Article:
Saturday, December 13, 2003

Things are different every time you encounter them. It's like not being able to cross the same river twice. The river has changed, and so have you.

The first time I read Rudyard Kipling's "If" was when my scout leader gave it to us to read. I must have been fourteen. It was the first time we had met him. He took us for a long hike down a deep wadi (a narrow valley between two mountains). When we were completely exhausted, he sat us down and gave us each a copy to read. Then we had to make our way back up again.

Our scout leader was only three years older than us, but even at such a young age, he managed to affect us all deeply. He was one of those rare animals: the natural educator.

A few years later, during his army service, his jeep drove over a mine in the Jordan valley. For years I have mourned the loss of a great man, that didn’t get to fulfill his life’s goal, that didn’t get to make a difference. But he did make a difference. He made a difference to me.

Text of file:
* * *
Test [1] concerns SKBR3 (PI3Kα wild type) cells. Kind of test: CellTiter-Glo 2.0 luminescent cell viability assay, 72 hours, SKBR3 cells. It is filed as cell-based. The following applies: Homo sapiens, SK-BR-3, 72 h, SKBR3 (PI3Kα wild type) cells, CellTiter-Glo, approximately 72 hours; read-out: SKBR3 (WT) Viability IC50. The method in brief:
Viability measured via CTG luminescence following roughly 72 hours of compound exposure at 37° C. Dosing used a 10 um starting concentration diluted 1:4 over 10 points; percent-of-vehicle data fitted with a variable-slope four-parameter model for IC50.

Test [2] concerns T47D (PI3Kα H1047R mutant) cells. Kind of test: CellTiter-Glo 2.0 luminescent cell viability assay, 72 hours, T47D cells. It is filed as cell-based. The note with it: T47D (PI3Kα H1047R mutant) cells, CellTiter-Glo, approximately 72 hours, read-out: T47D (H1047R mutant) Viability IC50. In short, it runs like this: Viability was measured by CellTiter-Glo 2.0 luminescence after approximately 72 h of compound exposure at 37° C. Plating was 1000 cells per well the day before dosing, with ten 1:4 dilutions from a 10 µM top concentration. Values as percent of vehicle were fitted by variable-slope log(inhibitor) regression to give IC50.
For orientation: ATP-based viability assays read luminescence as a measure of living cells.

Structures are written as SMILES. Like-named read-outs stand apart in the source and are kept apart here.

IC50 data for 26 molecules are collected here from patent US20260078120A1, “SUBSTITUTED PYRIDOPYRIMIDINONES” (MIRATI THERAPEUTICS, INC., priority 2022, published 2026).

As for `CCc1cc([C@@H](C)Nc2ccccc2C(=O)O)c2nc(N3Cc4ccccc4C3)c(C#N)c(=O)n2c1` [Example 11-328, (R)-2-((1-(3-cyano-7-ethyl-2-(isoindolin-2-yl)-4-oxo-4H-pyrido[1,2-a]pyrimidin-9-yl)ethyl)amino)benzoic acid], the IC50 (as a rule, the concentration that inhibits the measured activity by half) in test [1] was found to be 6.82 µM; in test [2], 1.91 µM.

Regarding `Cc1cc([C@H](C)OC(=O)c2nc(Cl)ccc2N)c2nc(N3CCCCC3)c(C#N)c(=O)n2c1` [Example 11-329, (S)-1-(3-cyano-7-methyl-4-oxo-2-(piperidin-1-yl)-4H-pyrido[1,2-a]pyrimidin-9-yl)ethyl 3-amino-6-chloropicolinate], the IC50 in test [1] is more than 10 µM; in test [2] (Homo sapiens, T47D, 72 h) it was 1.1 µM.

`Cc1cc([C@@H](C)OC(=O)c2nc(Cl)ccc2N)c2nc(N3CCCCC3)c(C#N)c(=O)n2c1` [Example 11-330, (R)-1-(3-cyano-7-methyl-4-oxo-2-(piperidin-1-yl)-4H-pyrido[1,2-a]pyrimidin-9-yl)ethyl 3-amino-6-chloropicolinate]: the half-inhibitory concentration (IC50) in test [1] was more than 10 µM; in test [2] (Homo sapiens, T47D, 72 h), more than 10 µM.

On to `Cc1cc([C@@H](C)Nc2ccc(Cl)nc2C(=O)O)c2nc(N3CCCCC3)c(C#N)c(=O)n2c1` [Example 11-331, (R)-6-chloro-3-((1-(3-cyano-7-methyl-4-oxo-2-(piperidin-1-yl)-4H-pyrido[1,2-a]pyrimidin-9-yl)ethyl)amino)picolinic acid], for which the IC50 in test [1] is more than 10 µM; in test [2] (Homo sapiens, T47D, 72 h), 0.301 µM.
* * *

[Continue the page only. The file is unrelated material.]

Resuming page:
Today, when I read Kipling’s “If”, I am not the same person. And it is not the same poem that I am reading as the one I read that first time, sitting on a rock in a Wadi on the eastern slope of Mount Carmel, on an autumn afternoon just before sunset. I was impressed by it back then, but I didn't really understand it. I think this was as it should have been, seeing I was only fourteen. Life was just beginning. We tend to idolize the freshness of youth, thus underrating the wisdom and beauty of experience.

But still, even after all these years, whenever I come across it, I think of my gentle, sensitive, seventeen year old scout leader, Meidad.

[A thought: To those who dislike Kipling's work because of his racist, sexist and whatever other tendencies, I say - don't be silly! The man lived in a different age. So "If" is written to a man in a world in which only men mattered; so Kipling didn't like Jews (and today we are so very popular...). Kipling was part of his world, not ours. Does this render this poem any less sagacious? I think not. I think it possesses a timeless wisdom that is beyond who Kipling the man may have been, and if we choose to reject it because of our prejudices, than we are the poorer.]

Update: John Williams writes to me that Rudyard Kipling's only son was killed in WWI.